F1: Touring the iconic Monaco Grand Prix circuit

The Monaco Grand Prix Circuit is easily one of the most famous race tracks in the world. For 95 years, cars at the peak of their day have raced here on the streets of the Principality yet the allure of this iconic circuit has never faded.

With just over a month to go until this legendary event returns to the Principality, the grandstands are up and the roads have been resurfaced. It’s the perfect time to get out and explore one of racing’s most mythical routes.

Turn 1: Sainte Dévote

Named after the Église de Sainte-Dévote that sits just to the left of the first turn of the circuit, this corner looks very different outside of race days. It is part of a major thoroughfare between Port Hercule and the Monte-Carlo neighbourhood which sits at the crest of the hill.

Turn 2: Beau Rivage

The winding Avenue d’Ostende has three lanes, but it certainly doesn’t feel that way on race day. Only the bravest attempt an overtake on their way up to Casino Square. Due to the sheer width of the new single-seaters, going two abreast is a risk that many decide not to take.

The meandering Avenue d’Ostende up to Casino Square. Photo by Luke Entwistle, Monaco Life

On the coverage of the race, the gradient of one of the most recognisable avenues in the world isn’t fully appreciated, but that steepness isn’t lost on pedestrians, who are faced with a real climb up to the Carré d’Or.

Turns 3 & 4: Massenet and Casino

Outside of race days, the track narrows as it reaches the top of the hill and Massenet, the official name for Turn 3.

monaco grand prix track
The view back to Port Hercule from Massenet. Photo credit: Scuderia Ferrari Media Centre
The cars take a side route through Place du Casino, skirting by the Hôtel de Paris. Photo credit: Scuderia Ferrari Media Centre

The road that runs through Casino Square isn’t actually used for the Formula 1 races. Instead, the cars and their drivers make their way through a small stretch of tarmac that is usually reserved for visitors staying at the Hôtel de Paris.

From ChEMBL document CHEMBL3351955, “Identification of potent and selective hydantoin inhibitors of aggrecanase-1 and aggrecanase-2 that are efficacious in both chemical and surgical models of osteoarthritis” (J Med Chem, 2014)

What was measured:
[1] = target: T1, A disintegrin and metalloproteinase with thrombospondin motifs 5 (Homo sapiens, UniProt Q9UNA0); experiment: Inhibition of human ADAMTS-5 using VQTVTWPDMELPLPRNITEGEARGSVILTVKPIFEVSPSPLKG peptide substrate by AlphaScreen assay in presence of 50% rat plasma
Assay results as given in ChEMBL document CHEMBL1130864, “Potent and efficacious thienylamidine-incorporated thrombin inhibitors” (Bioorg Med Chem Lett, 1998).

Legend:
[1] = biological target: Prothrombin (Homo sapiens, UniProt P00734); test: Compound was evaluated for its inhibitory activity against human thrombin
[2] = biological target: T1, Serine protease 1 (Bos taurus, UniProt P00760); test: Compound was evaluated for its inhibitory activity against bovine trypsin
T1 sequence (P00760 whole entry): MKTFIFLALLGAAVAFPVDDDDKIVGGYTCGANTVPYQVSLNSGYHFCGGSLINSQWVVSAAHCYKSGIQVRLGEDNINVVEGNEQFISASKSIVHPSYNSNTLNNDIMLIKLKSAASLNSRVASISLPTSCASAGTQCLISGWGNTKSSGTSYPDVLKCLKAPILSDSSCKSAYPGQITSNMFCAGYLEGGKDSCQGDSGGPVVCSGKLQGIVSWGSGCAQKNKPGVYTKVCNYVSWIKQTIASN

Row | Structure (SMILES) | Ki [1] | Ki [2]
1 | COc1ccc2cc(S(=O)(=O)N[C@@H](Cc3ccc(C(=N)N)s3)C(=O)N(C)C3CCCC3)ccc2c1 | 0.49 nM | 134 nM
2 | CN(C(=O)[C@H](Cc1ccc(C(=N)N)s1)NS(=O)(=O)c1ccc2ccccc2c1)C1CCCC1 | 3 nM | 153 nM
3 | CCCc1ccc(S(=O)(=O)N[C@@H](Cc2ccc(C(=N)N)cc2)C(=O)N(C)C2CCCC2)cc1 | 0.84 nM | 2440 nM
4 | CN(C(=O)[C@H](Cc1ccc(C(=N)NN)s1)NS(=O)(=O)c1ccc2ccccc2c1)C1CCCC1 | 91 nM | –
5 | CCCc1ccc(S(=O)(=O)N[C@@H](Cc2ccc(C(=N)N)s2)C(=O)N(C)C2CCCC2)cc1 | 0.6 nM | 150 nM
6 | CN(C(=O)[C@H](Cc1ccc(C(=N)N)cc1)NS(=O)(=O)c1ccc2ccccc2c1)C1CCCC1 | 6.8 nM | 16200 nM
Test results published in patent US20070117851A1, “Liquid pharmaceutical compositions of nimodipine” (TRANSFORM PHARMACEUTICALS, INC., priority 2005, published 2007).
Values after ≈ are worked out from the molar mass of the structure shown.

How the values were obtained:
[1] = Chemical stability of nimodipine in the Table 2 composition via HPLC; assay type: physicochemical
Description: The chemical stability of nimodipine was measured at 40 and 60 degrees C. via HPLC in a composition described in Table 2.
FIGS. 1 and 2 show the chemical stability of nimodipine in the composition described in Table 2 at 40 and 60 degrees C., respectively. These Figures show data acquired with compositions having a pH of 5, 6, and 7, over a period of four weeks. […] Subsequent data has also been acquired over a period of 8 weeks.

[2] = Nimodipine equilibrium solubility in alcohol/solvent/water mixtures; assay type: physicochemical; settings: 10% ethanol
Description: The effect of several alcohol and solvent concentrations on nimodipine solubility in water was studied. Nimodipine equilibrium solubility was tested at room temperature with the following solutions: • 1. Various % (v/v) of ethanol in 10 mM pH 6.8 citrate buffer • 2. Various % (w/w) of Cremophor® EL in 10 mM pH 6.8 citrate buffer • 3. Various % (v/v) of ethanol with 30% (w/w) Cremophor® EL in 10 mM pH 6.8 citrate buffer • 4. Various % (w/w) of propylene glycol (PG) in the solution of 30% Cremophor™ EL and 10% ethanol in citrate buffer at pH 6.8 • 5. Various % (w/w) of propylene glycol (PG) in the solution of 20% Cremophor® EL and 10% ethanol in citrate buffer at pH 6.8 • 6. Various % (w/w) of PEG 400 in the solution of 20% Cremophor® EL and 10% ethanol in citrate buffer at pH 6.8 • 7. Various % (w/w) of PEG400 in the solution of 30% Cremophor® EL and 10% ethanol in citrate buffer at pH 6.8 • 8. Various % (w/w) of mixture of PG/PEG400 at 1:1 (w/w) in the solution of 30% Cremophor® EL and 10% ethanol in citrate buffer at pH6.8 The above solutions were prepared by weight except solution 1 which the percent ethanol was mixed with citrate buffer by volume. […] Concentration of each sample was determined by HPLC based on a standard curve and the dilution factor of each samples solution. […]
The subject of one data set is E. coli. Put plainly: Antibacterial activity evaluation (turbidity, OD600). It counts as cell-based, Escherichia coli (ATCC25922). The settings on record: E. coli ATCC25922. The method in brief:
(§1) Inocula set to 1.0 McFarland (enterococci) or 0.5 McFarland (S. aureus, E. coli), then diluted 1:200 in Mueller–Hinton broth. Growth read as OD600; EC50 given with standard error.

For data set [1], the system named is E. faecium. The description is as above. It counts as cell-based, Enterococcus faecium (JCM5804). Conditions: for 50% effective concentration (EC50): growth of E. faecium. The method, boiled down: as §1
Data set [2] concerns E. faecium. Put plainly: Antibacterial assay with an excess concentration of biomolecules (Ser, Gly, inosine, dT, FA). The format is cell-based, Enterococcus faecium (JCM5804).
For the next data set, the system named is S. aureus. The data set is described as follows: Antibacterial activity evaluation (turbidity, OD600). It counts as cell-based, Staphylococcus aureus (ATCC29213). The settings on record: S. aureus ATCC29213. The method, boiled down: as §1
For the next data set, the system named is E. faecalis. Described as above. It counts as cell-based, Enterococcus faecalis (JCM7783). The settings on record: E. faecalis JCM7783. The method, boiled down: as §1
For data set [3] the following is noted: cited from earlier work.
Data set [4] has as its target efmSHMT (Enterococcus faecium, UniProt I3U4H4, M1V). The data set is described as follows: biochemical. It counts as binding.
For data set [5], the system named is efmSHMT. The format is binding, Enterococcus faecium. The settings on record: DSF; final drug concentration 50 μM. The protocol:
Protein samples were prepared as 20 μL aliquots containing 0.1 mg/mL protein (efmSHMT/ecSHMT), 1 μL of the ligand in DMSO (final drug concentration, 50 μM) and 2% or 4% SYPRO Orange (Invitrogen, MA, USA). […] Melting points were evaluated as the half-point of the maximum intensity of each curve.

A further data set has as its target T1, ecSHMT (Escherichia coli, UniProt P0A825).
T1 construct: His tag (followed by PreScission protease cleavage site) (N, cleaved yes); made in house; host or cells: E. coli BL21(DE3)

Turns 5, 6 & 7: Mirabeau Haute, Fairmont Hairpin and Mirabeau Bas

The run down from Casino to Mirabeau Haute. Photo by Luke Entwistle, Monaco Life

Heading down from the Casino, there is little space for pedestrians, but plenty of space for cars to overtake.

On a track notorious for its lack of possible overtaking places, Mirabeau Haute offers one of the only clear opportunities to do so.

Mirabeau Haute. Photo by Luke Entwistle, Monaco Life

The Fairmont hairpin, the most iconic corner in motor racing – and the slowest – remains the same year-round, with cars heading up towards the Casino hugging the red and white apex, which unlike at some other corners, is never removed.

monaco grand prix track
The famous Fairmont hairpin. Photo credit: Scuderia Ferrari Media Centre

Turns 8 & 9: Portier and Tunnel

It is all change around this area of the track. Coming out of Mirabeau Bas, the single-seaters used to get a glimpse of the Mediterranean before taking the Portier turn towards the tunnel, but no longer. With the Mareterra land reclamation project nearing completion, this section of the track is entirely different to that of years gone by.

The entrance into the tunnel. Photo by Luke Entwistle, Monaco Life

Along with the Fairmont hairpin, the tunnel is arguably one of the most well-known parts of the track. The drivers are plunged into darkness as they pass through before re-emerging back into the light as they stream past the Yacht Club de Monaco.

Out of the tunnel and down towards Nouvelle Chicane. Photo by Luke Entwistle, Monaco Life

Turns 10, 11 & 12: Nouvelle Chicane and Tabac

Rather than continuing down Boulevard Louis II and back towards Sainte-Dévote, the drivers turn sharply left into a chicane, putting them within metres of the waters of Port Hercule. There is, however, a small run-off area for those who miss their breaking point as they come out of the tunnel.

As the route transitions into the Quai des Etats-Unis and then to the Tabac corner, the thousands of fans in the grandstands get one of the best views of the racing.

Turns 13, 14, 15 & 16: Louis Chiron, Piscine and Rascasse

Once in the port, the atmosphere becomes something of an amphitheater or a stadium.

monaco grand prix track
The view back towards Tabac. Phot by Monaco Life
The view of the pitlane from Piscine, looking towards Rascasse. Photo by Luke Entwistle, Monaco Life

As the cars reach the end of the port sector, they reach Rascasse, named after the bar La Rascasse, from which a lucky few can view the race.

monaco grand prix track
The cars enter the port zone to a stadium-like atmosphere. Photo credit: Scuderia Ferrari Media Centre

Turns 17 & 18: Antony Noghès

Rather than continuing up the hill, towards La Condamine and the Place d’Armes, where the fanzone is often located, the cars make a swift right-hand turn onto Boulevard Albert Premier via the Antony Noghès turn, which is named for the founder of this emblematic race.

The final turn onto the start/finish straight. Photo by Luke Entwistle, Monaco Life
The temporary paddock, which is constructed parallel to Boulevard Albert Ier. Photo by Luke Entwistle, Monaco Life

Then the drivers are onto the final straight and speed along the Boulevard Albert Ier to either recommence the circuit or pass under the chequered flag.

The start/finish straight. Photo by Luke Entwistle, Monaco Life
Watch our video of the track in the countdown to the Grand Prix below:

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Feature photo credit: Scuderia Ferrari Media Centre


 *Adapted from an article originally published on 4th May 2023: Formula One: Walking the Monaco Grand Prix Circuit